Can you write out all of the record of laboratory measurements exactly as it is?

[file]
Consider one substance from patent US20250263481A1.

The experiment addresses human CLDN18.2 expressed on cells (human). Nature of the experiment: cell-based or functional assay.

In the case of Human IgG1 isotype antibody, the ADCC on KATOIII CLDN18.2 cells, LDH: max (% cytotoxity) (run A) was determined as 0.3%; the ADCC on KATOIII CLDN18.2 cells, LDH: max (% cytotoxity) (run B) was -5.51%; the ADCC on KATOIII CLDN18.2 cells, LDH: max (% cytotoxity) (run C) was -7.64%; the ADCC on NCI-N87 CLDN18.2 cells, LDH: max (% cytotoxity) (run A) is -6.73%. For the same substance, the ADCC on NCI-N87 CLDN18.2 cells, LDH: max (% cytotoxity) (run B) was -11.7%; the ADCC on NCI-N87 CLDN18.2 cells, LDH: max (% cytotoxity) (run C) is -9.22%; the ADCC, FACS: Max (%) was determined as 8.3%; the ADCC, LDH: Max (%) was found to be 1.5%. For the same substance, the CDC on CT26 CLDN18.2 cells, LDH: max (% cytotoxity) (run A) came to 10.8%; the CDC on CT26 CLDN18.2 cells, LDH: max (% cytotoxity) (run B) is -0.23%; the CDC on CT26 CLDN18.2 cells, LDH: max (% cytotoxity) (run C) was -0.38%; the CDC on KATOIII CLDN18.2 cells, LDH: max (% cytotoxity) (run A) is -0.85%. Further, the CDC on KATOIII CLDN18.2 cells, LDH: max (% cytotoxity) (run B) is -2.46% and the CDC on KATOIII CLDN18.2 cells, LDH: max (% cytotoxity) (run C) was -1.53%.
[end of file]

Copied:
Consider one substance from patent US20250263481A1.

The experiment addresses human CLDN18.2 expressed on cells (human). Nature of the experiment: cell-based or functional assay.

In the case of Human IgG1 isotype antibody, the ADCC on KATOIII CLDN18.2 cells, LDH: max (% cytotoxity) (run A) was determined as 0.3%; the ADCC on KATOIII CLDN18.2 cells, LDH: max (% cytotoxity) (run B) was -5.51%; the ADCC on KATOIII CLDN18.2 cells, LDH: max (% cytotoxity) (run C) was -7.64%; the ADCC on NCI-N87 CLDN18.2 cells, LDH: max (% cytotoxity) (run A) is -6.73%. For the same substance, the ADCC on NCI-N87 CLDN18.2 cells, LDH: max (% cytotoxity) (run B) was -11.7%; the ADCC on NCI-N87 CLDN18.2 cells, LDH: max (% cytotoxity) (run C) is -9.22%; the ADCC, FACS: Max (%) was determined as 8.3%; the ADCC, LDH: Max (%) was found to be 1.5%. For the same substance, the CDC on CT26 CLDN18.2 cells, LDH: max (% cytotoxity) (run A) came to 10.8%; the CDC on CT26 CLDN18.2 cells, LDH: max (% cytotoxity) (run B) is -0.23%; the CDC on CT26 CLDN18.2 cells, LDH: max (% cytotoxity) (run C) was -0.38%; the CDC on KATOIII CLDN18.2 cells, LDH: max (% cytotoxity) (run A) is -0.85%. Further, the CDC on KATOIII CLDN18.2 cells, LDH: max (% cytotoxity) (run B) is -2.46% and the CDC on KATOIII CLDN18.2 cells, LDH: max (% cytotoxity) (run C) was -1.53%.